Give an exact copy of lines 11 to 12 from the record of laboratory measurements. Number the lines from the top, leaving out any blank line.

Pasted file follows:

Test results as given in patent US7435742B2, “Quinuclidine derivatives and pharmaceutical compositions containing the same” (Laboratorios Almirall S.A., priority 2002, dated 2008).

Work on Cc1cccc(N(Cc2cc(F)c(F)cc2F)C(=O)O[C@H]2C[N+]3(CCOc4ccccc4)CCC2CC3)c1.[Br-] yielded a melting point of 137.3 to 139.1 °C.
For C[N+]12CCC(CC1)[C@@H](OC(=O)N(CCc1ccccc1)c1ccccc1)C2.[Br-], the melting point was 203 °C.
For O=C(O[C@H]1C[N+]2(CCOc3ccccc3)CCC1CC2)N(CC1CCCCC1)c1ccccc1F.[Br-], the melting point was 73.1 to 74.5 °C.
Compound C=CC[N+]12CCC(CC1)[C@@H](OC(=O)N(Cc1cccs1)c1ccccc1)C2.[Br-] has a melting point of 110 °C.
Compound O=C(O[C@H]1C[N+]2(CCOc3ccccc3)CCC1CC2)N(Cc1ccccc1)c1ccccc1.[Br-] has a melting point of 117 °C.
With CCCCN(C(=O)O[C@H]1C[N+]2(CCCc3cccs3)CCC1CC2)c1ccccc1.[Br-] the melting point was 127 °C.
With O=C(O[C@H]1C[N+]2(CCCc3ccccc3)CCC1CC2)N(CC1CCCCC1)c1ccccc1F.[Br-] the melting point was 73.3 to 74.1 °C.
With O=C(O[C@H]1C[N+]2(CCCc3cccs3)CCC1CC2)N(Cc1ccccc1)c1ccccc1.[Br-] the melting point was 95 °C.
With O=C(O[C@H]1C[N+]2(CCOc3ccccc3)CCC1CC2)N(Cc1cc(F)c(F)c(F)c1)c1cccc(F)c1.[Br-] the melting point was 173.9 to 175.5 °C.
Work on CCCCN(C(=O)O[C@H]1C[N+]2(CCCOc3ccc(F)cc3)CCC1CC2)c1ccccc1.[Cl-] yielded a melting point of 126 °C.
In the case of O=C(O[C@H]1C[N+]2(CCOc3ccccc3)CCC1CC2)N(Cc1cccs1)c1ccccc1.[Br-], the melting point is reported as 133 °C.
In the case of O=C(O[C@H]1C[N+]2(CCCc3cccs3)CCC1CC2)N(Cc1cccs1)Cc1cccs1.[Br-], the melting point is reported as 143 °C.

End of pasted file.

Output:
Work on CCCCN(C(=O)O[C@H]1C[N+]2(CCCOc3ccc(F)cc3)CCC1CC2)c1ccccc1.[Cl-] yielded a melting point of 126 °C.
In the case of O=C(O[C@H]1C[N+]2(CCOc3ccccc3)CCC1CC2)N(Cc1cccs1)c1ccccc1.[Br-], the melting point is reported as 133 °C.